A Guide to Preserving and Transferring Home Movies
Many of us have home movies tucked away in our garage or a space in the closet. It has probably been a long time since you’ve watched them, back when there was a working projector in the house, or maybe you’re so young that you never watched them at all. Either way, if you’ve been meaning to finally take them out, now is the time to dust off those old reels and get them digitized before those memories are lost forever. That’s right, they won’t last forever. In fact they’ve been slowly deteriorating and will continue to do so. Here is a quick reference guide on how to identify your reels, properly store them, and digitize them.
Basic Film Info:
Type of film:
Length of film:
The information below has been adapted from the Transfer section of the Home Movie Day website. If your film reels are eligible for digitization through Memories to Light, the transfer is free of charge and you will receive a DVD copy of your films as well as the digital files uploaded to a hard drive provided by the donor.
Access and Preservation:
The two primary reasons for transferring films is to have them easily viewable (access), as on a DVD, or to want them to be viewable in the next 20 to 50 years (preservation).
The simplest strategy for long-term preservation is to care for the original film. However, the wear and tear of projecting it in its original format will contribute to its deterioration. In this sense, making access copies on a DVD will allow you to share the footage with your family and friends and without damaging the original footage.
Film, like other mediums, will succumb to decay, where it will no longer be transferrable or projectable. The most common signs of this are a vinegar odor and warping. If the goal for you is to extend the life of your footage beyond the original film, you need to create copies that capture as much of the original image and have the best chance of surviving into the future. These are called preservation copies. However, as we know, technology moves fast, it is difficult to gage the durability and endurance of DVD, tape, disk, and hard-drive copies. The best we can do is determining the most promising technology now, until the next new and improved method and technology comes along.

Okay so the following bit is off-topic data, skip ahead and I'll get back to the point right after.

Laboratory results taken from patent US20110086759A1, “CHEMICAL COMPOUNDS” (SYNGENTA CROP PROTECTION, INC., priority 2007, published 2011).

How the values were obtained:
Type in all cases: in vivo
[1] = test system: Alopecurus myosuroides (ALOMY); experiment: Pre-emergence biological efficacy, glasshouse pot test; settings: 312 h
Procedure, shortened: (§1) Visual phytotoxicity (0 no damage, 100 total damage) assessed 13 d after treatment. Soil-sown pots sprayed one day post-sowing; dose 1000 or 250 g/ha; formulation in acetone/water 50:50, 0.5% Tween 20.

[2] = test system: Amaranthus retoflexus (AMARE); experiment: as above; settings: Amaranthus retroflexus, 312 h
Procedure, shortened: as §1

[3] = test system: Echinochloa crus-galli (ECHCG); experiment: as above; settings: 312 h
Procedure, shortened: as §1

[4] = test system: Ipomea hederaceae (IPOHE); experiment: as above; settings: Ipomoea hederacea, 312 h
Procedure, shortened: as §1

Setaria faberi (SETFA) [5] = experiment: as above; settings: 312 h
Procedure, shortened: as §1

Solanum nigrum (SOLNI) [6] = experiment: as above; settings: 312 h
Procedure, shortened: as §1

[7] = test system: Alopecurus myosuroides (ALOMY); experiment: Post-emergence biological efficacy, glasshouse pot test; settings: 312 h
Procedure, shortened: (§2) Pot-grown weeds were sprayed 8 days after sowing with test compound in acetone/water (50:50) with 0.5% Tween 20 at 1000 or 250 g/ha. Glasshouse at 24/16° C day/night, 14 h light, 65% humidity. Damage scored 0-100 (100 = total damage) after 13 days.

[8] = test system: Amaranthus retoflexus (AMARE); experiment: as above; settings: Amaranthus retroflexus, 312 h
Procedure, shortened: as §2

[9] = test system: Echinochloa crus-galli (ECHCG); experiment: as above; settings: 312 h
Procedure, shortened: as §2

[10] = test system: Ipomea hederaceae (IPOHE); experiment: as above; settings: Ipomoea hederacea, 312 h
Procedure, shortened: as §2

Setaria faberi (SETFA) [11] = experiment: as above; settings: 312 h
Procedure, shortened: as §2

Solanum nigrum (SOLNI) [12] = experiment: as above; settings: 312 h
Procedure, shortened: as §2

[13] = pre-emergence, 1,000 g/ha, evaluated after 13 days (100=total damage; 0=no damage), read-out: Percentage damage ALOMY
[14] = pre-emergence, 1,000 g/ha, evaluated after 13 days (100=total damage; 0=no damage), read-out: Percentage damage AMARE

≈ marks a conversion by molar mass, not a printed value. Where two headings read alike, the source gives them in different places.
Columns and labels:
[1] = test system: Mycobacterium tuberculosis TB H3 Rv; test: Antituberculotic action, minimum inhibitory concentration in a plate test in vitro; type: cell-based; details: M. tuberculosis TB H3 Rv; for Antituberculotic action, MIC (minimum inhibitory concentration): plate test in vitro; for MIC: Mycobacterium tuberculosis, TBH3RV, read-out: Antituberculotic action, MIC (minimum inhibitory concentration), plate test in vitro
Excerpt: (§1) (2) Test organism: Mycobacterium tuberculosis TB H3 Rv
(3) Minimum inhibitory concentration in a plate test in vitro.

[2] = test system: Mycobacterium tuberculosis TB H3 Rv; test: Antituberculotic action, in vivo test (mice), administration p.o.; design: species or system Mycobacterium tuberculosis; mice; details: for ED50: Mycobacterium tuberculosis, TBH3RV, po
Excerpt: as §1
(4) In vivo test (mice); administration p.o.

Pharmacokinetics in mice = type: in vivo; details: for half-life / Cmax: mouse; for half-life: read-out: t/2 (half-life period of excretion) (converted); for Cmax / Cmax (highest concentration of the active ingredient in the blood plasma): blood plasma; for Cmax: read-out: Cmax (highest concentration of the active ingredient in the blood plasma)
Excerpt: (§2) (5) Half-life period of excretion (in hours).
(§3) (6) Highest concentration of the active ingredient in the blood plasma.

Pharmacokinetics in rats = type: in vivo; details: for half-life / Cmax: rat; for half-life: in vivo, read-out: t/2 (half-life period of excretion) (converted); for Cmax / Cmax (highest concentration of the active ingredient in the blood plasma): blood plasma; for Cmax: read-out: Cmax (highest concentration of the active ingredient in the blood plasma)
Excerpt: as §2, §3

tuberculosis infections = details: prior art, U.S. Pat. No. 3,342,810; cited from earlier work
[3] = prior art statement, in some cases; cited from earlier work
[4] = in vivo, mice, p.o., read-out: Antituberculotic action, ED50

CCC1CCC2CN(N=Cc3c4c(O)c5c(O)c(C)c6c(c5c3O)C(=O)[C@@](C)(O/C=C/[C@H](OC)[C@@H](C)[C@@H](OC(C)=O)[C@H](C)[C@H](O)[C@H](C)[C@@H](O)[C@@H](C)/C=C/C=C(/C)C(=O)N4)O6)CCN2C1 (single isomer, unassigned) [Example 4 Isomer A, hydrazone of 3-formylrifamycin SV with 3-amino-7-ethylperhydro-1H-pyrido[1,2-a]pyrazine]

Before getting your films transferred it is a good idea to have a plan for your footage. Rather than paying to have your entire reel transferred, which can be costly, it is a good idea to preview and select the footage you would like to be transferred.
If you have a film projector it may not be too difficult to get it working, especially if you have a user’s manual. However, this method can easily damage the film, especially if the projector is dirty or misaligned. Small hand crank viewers are more gentle on the film.
Another method is to find a film archive or university film department that can help you out. If they do not have the right equipment, they will definitely be available for referrals to other institutions or organization that could help.
If there is a Home Movie Day in your area, contact the organizers to see whether the projectionist or someone trained in projection might be available to assist with previewing your material.
Although the quality, technology used, and price of transferring your footage differs from place to place, there are 3 broad distinctions between the transfer services.
As the title suggests, this is the most elementary service that would be provided. Generally, the film is projected on a reflective surface and re-photographed by a digital camera. Any well-trained operator can avoid the flickering that sometimes results from this. Sound films will most likely not be effective. This process is perfectly acceptable for Access purposes.
This is a somewhat more specialized version of the Basic Service. A camera or CCD (charge-coupler device) points directly into the projection light, rather than the surface, and re-photographs directly off the surface of the film. Each frame is captured individually. The imaged are then converted to the specified format, using a video card or computer and printed on the desired medium. Some systems might not be able to record and optical or magnetic soundtrack directly off of the film.
These are most likely provided by professional film labs, who posses a wide range of technologies. Some services they provide are re-shooting film onto fresh film stock, blowing up smaller format films to larger, options for optimizing image control using a wet gate device designed to eliminate scratches. These labs also provide services to repair badly warped and damaged film stock and handle obscure and obsolete formats such as 9.5mm and 28mm film. Labs such as these will also be able to capture and optimizing soundtracks.
Written by Ashlyn Perri, CAAM Digital Media Associate